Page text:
You are here
Our Lady of Sorrows Parish Hall
The Desmarais House is one of the only surviving structures from the Mexican and Territorial periods on the Old Town Plaza.
The house is named for Michel Desmarais, a French-Canadian trapper for the Hudson Bay Company who arrived in Las Vegas from Quebec in 1837 and purchased the existing structure in 1849. The one-story adobe building follows the Spanish Colonial planning model of houses grouped together around an enclosed central plaza. Originally, a wooden portico (portal) fronted the building, mediating between exterior public and interior private spaces. Altered in the 1930s by the addition of a curvilinear parapet, corner pylons with spiral caps, and a cement stucco finish, the house retains the characteristic pedimented window frames of the Territorial Style, while its long, low facade still conveys a sense of the plaza’s original form.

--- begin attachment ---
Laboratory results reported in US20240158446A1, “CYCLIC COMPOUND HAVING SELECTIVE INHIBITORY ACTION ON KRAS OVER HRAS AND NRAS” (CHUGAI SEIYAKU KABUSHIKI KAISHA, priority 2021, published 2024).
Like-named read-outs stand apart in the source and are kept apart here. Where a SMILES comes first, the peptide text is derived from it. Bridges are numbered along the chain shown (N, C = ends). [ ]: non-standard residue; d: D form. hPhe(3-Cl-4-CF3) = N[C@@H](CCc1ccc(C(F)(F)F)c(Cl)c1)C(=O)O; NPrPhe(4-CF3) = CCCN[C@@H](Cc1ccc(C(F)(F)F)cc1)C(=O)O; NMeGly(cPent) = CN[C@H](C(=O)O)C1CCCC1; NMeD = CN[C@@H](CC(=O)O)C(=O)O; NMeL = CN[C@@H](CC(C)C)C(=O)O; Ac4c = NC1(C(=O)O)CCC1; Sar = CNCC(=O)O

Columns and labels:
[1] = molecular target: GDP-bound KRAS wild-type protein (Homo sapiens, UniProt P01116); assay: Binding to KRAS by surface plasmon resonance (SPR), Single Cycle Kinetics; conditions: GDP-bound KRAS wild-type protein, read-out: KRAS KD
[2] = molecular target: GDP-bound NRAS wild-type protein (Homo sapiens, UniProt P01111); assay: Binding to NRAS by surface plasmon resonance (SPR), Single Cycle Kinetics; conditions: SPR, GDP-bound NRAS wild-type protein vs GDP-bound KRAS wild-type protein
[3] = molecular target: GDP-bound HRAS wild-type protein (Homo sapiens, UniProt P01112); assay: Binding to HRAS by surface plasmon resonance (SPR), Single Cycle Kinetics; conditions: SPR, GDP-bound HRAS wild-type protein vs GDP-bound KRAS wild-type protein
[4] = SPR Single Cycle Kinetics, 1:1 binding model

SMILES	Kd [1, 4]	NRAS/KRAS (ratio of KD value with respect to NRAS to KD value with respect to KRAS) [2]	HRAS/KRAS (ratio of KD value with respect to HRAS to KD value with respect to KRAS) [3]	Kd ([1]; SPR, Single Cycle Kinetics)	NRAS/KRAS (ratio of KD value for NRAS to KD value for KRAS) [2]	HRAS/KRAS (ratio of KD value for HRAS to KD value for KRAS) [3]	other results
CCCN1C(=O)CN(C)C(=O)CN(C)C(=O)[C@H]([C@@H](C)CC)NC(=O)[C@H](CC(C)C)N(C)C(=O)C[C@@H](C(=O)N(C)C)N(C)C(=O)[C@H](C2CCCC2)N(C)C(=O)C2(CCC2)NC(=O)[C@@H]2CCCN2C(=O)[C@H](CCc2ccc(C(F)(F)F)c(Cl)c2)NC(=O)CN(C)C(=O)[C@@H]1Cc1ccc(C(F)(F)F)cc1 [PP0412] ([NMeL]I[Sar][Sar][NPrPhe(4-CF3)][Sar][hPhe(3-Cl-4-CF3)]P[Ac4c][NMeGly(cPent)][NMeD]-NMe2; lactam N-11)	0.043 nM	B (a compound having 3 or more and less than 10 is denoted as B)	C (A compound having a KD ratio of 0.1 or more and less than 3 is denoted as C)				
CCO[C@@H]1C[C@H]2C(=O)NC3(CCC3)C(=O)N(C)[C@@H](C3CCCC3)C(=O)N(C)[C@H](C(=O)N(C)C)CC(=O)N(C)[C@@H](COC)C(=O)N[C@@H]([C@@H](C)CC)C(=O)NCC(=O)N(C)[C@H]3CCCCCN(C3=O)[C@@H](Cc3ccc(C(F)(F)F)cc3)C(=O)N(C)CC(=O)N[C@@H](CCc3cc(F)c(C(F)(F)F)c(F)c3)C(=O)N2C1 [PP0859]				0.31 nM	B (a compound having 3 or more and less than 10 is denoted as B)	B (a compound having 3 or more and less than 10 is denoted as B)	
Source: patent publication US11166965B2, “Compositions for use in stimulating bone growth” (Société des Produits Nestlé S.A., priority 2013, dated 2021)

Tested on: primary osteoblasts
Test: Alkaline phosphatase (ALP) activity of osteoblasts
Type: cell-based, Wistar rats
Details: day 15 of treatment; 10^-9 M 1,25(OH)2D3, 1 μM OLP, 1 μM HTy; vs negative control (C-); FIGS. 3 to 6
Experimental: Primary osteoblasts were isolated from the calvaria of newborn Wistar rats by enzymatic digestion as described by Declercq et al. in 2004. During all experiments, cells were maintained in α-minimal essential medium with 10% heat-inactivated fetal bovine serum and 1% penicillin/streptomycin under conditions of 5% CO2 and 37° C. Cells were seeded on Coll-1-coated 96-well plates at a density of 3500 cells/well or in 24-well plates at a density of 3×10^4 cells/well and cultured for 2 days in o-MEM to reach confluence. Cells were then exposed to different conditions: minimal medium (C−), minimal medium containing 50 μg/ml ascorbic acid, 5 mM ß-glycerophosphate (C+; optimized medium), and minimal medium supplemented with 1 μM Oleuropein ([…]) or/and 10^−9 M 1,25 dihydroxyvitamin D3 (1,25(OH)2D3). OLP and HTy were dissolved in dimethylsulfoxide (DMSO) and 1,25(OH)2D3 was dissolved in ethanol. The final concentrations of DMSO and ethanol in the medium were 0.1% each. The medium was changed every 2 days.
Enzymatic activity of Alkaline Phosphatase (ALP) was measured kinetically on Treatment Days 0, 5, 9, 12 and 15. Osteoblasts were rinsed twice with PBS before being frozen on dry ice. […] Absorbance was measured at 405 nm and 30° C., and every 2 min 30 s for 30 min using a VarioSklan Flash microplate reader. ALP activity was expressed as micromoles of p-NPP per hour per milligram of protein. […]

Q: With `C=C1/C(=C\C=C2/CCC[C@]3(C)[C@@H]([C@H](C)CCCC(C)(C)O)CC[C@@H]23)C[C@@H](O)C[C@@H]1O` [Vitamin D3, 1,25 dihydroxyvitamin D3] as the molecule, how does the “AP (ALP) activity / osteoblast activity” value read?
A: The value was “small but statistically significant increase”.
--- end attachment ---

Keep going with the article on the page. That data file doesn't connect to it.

Requests to visit the Desmarais House should be directed to Our Lady of Sorrows Parish Hall, the building’s current occupant.
McCulloch, Frank Eliot. “Family Portrait: Deluvina Vigil y Montes de Santa Ana DesMarais (1830-1894).” July 1950.
Threinen, Ellen. Architecture and Preservation in Las Vegas: A Study of Six Districts. Las Vegas: Design Review Board, City of Las Vegas, New Mexico, 1977.
Wilson, Chris. The Plazas of New Mexico. San Antonio, TX: Trinity University Press, 2011.
If SAH Archipedia has been useful to you, please consider supporting it.
SAH Archipedia tells the story of the United States through its buildings, landscapes, and cities. This freely available resource empowers the public with authoritative knowledge that deepens their understanding and appreciation of the built environment. But the Society of Architectural Historians, which created SAH Archipedia with University of Virginia Press, needs your support to maintain the high-caliber research, writing, photography, cartography, editing, design, and programming that make SAH Archipedia a trusted online resource available to all who value the history of place, heritage tourism, and learning.